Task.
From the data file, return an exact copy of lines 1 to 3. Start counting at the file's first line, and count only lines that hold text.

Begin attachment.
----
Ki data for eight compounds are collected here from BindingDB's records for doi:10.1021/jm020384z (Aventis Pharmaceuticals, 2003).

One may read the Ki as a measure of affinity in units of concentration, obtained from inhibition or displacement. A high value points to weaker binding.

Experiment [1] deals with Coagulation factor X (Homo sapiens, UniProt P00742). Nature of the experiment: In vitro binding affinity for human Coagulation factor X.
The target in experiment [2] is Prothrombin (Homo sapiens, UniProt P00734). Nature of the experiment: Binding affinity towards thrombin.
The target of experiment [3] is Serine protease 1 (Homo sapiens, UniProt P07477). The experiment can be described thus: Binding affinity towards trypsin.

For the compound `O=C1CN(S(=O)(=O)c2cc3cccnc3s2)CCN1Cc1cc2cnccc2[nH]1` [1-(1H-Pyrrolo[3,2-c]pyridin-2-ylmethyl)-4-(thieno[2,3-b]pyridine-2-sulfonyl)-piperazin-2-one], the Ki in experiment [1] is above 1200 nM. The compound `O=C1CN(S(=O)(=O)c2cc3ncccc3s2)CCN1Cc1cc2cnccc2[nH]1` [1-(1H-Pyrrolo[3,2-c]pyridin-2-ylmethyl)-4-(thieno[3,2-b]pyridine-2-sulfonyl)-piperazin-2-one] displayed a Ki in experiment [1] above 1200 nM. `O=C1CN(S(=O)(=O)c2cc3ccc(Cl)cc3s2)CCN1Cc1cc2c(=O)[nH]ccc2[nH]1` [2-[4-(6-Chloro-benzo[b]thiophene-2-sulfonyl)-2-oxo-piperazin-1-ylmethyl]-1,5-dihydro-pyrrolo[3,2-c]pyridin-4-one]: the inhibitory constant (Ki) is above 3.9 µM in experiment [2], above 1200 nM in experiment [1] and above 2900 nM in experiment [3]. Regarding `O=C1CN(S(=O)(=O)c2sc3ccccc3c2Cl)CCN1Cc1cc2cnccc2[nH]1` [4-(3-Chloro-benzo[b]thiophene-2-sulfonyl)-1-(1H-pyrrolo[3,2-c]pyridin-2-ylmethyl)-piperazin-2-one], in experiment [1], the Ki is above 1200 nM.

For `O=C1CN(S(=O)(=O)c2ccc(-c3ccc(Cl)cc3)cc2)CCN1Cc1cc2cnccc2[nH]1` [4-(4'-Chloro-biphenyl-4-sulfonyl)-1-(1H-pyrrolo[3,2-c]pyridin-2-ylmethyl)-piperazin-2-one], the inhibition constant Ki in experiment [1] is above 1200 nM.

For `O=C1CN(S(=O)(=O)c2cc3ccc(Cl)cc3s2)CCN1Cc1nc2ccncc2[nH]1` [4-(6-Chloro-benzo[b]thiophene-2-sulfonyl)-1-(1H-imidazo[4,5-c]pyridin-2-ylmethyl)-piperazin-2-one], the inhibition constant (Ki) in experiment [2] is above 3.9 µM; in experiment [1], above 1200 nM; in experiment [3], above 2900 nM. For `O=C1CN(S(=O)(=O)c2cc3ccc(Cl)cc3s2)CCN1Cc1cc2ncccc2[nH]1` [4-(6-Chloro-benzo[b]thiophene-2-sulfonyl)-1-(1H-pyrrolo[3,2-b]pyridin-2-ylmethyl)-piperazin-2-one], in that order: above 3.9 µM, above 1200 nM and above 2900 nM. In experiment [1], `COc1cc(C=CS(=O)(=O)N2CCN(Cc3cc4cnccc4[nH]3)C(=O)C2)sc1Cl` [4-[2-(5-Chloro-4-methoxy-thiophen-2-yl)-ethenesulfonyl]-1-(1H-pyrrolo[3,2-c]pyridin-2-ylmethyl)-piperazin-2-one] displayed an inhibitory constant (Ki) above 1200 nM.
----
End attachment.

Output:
Ki data for eight compounds are collected here from BindingDB's records for doi:10.1021/jm020384z (Aventis Pharmaceuticals, 2003).

One may read the Ki as a measure of affinity in units of concentration, obtained from inhibition or displacement. A high value points to weaker binding.

Experiment [1] deals with Coagulation factor X (Homo sapiens, UniProt P00742). Nature of the experiment: In vitro binding affinity for human Coagulation factor X.